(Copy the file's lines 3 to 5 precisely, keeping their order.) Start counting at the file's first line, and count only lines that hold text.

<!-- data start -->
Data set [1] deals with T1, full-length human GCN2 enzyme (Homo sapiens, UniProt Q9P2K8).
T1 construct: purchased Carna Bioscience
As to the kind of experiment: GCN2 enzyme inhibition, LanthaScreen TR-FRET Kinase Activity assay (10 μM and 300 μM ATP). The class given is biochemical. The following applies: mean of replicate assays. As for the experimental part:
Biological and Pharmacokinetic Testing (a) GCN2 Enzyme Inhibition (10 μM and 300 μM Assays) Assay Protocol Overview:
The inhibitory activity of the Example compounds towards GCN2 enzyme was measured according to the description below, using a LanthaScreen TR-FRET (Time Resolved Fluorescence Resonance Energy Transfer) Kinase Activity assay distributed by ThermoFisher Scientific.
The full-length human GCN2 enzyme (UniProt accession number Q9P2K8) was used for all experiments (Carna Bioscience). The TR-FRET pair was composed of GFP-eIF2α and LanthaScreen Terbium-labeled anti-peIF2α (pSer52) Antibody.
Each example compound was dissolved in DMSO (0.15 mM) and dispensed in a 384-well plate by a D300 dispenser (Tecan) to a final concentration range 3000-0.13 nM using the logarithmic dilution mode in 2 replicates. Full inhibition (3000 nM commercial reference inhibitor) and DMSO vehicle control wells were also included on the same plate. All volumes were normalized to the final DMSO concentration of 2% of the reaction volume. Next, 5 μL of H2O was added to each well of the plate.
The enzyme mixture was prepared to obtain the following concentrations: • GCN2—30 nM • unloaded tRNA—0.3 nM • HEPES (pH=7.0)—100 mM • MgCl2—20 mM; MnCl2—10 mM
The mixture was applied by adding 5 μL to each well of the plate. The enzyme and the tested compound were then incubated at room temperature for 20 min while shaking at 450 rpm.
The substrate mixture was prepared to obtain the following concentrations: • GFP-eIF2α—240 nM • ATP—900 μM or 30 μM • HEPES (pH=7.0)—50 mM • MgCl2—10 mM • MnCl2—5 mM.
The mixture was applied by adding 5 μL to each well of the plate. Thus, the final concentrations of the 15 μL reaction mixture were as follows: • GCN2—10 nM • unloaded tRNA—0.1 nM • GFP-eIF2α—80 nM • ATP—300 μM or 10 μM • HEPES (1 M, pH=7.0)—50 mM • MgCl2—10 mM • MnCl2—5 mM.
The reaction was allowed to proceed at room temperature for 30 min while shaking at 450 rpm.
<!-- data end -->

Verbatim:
As to the kind of experiment: GCN2 enzyme inhibition, LanthaScreen TR-FRET Kinase Activity assay (10 μM and 300 μM ATP). The class given is biochemical. The following applies: mean of replicate assays. As for the experimental part:
Biological and Pharmacokinetic Testing (a) GCN2 Enzyme Inhibition (10 μM and 300 μM Assays) Assay Protocol Overview:
The inhibitory activity of the Example compounds towards GCN2 enzyme was measured according to the description below, using a LanthaScreen TR-FRET (Time Resolved Fluorescence Resonance Energy Transfer) Kinase Activity assay distributed by ThermoFisher Scientific.